We already mentioned that the Chukka boot isn’t as old as some other popular styles (think, Oxfords, Derbys, or Monkstraps) but their shorter legacy is equally intriguing. This shoe style stems from two places: military and sports.
The word, “chukka,” potentially stems from the game of polo. In polo, chukka is a seven-minute period of play in a game that consists of anywhere between four to eight chukkas (or chukkers, depending on what part of the world you’re in). The similarity between what is now known as the Chukka boot and the Jodhpur boot (the boot style worn by polo players) is one origin of how this name came to be attached to this style.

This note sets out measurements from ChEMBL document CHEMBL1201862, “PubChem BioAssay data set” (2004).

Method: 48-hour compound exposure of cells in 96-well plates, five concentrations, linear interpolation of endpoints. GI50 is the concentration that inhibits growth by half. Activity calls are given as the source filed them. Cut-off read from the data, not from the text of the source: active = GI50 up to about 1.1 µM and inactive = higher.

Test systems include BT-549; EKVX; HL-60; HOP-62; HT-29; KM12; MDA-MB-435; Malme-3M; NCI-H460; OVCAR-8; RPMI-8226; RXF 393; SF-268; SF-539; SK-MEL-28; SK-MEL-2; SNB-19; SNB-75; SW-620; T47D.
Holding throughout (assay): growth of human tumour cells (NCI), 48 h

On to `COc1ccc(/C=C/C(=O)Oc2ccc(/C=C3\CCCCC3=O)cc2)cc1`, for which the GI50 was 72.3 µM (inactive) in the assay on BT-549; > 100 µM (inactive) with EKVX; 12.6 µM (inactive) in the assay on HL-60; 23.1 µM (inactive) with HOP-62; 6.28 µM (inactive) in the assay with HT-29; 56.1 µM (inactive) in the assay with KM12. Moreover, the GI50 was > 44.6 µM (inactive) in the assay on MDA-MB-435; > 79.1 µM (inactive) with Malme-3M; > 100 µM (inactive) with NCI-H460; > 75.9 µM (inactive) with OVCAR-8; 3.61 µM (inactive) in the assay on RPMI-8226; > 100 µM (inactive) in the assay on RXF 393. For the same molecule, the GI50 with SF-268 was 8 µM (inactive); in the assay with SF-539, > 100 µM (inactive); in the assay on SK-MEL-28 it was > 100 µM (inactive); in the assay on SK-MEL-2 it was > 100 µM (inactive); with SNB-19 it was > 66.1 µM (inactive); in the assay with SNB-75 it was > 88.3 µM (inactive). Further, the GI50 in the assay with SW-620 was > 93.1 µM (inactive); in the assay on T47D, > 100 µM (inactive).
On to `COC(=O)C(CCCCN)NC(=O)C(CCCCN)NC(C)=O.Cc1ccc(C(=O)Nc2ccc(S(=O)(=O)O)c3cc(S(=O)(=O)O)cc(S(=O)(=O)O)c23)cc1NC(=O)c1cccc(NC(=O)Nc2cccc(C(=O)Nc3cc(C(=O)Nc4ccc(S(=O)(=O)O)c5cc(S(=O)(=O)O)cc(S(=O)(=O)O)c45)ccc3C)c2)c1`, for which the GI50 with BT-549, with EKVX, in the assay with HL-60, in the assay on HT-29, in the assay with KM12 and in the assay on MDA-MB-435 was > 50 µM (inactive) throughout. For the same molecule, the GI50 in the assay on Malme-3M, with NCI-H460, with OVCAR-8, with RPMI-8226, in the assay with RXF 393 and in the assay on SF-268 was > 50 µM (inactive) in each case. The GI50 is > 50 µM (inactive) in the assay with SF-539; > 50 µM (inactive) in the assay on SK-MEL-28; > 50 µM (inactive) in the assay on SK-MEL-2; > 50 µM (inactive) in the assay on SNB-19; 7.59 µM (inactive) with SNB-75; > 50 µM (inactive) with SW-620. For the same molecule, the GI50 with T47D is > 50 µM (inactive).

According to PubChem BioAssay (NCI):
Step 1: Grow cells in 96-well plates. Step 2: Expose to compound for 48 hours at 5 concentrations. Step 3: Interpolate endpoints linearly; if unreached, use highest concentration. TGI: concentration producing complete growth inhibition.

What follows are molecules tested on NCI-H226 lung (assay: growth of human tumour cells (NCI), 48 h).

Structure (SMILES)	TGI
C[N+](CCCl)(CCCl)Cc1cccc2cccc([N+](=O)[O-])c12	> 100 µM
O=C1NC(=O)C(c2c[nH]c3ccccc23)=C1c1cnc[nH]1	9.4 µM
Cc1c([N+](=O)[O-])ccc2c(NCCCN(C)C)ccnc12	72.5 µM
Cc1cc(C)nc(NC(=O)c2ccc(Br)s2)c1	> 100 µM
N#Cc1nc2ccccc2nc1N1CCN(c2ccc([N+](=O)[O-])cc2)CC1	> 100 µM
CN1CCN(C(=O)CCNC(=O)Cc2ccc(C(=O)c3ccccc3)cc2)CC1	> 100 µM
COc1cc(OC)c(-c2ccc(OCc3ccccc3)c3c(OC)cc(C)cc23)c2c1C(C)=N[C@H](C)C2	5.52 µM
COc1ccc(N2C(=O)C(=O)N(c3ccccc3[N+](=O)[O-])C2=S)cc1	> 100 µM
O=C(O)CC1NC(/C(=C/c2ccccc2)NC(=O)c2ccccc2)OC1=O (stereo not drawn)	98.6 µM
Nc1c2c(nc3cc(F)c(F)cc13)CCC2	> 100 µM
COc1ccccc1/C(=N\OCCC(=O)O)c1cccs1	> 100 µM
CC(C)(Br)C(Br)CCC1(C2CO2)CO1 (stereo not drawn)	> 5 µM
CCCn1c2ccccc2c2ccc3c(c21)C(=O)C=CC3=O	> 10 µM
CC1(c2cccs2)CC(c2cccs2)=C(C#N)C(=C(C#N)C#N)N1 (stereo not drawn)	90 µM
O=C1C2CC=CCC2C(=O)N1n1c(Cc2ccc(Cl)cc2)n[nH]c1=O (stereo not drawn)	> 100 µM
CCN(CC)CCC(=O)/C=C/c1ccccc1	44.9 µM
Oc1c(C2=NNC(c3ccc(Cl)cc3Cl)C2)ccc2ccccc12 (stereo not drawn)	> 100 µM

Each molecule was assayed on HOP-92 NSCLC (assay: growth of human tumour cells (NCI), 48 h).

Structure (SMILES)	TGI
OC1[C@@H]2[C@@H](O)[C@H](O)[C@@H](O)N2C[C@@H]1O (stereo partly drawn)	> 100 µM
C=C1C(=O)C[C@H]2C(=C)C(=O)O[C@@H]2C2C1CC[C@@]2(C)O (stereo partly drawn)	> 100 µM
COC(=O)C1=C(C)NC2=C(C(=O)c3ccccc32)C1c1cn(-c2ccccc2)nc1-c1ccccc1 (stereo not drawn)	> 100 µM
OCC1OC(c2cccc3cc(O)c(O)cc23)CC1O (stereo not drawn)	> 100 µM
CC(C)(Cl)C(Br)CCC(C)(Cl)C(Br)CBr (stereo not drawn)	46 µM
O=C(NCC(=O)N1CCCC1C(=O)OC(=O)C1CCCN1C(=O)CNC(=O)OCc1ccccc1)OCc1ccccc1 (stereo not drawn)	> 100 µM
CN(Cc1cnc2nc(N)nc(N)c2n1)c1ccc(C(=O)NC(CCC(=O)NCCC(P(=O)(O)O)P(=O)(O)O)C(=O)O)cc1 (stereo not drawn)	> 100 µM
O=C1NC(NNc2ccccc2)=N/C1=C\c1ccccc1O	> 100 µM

As for its potential military origins, we’ll go back to World War II. In desert campaigns during the war, the British army issued a certain type of Chukka boot as the standard, referring to them as “desert boots.” The material difference was a crepe rubber sole rather than the standard leather of the chukka.